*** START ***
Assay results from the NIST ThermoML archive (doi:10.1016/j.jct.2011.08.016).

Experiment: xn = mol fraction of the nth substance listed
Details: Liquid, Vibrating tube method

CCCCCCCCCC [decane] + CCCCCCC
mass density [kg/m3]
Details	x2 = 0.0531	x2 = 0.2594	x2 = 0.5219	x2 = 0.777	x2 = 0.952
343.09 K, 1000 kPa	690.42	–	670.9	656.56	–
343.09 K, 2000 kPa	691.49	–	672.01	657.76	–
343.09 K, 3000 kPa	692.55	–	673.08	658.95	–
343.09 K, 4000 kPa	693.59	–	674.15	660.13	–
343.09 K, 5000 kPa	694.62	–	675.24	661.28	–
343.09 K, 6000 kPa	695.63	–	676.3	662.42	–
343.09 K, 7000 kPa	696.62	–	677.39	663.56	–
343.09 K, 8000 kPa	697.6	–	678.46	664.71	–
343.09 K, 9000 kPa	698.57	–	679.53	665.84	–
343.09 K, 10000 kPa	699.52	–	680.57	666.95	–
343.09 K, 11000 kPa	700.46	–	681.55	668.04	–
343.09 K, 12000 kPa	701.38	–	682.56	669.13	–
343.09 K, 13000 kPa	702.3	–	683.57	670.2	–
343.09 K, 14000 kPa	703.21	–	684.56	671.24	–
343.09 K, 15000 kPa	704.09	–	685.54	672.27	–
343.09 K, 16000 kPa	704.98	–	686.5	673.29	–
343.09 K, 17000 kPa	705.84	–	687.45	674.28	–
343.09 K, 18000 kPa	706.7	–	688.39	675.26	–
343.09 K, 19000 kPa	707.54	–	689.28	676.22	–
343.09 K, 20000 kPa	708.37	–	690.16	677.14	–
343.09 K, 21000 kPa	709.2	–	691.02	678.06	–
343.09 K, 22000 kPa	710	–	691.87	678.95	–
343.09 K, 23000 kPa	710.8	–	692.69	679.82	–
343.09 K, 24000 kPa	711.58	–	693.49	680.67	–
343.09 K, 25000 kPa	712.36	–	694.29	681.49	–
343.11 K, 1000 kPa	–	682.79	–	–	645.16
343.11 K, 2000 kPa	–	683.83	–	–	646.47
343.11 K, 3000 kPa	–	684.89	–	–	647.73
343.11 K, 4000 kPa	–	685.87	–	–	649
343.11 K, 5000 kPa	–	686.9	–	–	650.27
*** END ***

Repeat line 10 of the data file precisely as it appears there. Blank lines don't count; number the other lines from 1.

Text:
343.09 K, 4000 kPa	693.59	–	674.15	660.13	–